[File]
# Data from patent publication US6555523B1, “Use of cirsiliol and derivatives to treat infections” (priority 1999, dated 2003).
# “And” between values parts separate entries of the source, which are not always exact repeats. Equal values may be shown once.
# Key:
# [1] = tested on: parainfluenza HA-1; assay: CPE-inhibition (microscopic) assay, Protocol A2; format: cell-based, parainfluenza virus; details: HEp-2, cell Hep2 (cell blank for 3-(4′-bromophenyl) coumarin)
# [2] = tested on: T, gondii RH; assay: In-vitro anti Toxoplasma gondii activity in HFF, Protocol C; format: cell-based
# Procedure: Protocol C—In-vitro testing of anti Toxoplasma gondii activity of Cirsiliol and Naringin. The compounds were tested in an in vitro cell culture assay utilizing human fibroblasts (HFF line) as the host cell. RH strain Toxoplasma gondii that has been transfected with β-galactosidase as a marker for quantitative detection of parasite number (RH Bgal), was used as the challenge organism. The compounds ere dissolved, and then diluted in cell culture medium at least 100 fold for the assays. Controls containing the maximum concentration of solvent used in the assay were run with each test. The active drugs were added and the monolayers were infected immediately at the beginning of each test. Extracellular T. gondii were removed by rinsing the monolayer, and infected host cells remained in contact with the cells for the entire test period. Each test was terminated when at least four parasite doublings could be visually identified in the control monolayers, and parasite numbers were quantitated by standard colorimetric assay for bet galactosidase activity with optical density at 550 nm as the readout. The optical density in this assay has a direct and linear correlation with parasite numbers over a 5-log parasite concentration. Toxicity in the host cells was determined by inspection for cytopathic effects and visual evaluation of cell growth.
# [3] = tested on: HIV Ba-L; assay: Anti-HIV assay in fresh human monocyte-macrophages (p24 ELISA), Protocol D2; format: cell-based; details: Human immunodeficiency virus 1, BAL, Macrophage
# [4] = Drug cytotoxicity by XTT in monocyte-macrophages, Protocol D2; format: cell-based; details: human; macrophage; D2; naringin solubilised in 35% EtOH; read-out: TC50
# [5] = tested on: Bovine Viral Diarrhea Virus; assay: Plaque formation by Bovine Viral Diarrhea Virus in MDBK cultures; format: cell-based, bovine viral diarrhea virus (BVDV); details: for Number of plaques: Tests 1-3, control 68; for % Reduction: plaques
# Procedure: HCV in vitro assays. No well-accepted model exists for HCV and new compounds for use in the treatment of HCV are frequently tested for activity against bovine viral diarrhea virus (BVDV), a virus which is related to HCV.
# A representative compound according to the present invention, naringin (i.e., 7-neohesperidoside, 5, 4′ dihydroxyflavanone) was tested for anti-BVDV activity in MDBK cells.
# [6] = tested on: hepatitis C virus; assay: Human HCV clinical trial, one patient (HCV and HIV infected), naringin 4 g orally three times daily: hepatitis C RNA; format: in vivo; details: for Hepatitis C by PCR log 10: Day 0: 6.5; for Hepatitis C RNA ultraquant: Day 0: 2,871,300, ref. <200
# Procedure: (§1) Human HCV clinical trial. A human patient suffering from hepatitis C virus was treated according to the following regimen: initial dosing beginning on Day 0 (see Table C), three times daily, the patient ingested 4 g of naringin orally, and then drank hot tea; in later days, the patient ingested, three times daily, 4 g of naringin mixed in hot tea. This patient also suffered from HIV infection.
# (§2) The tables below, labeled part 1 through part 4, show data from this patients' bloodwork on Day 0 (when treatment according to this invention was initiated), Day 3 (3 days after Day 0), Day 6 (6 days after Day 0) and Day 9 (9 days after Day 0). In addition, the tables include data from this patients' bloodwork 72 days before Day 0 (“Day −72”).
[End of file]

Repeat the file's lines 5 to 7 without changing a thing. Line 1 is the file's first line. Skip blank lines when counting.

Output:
# [2] = tested on: T, gondii RH; assay: In-vitro anti Toxoplasma gondii activity in HFF, Protocol C; format: cell-based
# Procedure: Protocol C—In-vitro testing of anti Toxoplasma gondii activity of Cirsiliol and Naringin. The compounds were tested in an in vitro cell culture assay utilizing human fibroblasts (HFF line) as the host cell. RH strain Toxoplasma gondii that has been transfected with β-galactosidase as a marker for quantitative detection of parasite number (RH Bgal), was used as the challenge organism. The compounds ere dissolved, and then diluted in cell culture medium at least 100 fold for the assays. Controls containing the maximum concentration of solvent used in the assay were run with each test. The active drugs were added and the monolayers were infected immediately at the beginning of each test. Extracellular T. gondii were removed by rinsing the monolayer, and infected host cells remained in contact with the cells for the entire test period. Each test was terminated when at least four parasite doublings could be visually identified in the control monolayers, and parasite numbers were quantitated by standard colorimetric assay for bet galactosidase activity with optical density at 550 nm as the readout. The optical density in this assay has a direct and linear correlation with parasite numbers over a 5-log parasite concentration. Toxicity in the host cells was determined by inspection for cytopathic effects and visual evaluation of cell growth.
# [3] = tested on: HIV Ba-L; assay: Anti-HIV assay in fresh human monocyte-macrophages (p24 ELISA), Protocol D2; format: cell-based; details: Human immunodeficiency virus 1, BAL, Macrophage